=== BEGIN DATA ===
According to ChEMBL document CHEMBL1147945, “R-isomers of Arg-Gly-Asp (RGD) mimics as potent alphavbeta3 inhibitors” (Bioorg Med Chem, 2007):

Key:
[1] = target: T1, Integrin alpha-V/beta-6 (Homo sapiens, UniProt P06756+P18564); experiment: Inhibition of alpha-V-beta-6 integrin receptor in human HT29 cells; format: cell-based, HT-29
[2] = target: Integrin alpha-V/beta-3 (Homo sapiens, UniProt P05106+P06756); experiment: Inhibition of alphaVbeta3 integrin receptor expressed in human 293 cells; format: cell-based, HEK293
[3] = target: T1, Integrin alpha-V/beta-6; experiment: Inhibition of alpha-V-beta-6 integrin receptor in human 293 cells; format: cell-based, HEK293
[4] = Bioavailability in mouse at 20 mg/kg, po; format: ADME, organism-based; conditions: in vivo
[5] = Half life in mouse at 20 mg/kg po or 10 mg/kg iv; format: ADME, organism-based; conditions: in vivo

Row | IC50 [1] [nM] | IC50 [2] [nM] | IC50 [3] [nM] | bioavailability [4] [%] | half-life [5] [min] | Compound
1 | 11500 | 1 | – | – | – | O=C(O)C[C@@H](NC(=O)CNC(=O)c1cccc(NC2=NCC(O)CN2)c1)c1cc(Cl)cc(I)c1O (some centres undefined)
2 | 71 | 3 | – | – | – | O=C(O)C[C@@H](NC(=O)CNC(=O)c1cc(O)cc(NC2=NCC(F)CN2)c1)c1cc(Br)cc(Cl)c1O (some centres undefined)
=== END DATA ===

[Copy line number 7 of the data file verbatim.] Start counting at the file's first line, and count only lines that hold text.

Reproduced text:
[5] = Half life in mouse at 20 mg/kg po or 10 mg/kg iv; format: ADME, organism-based; conditions: in vivo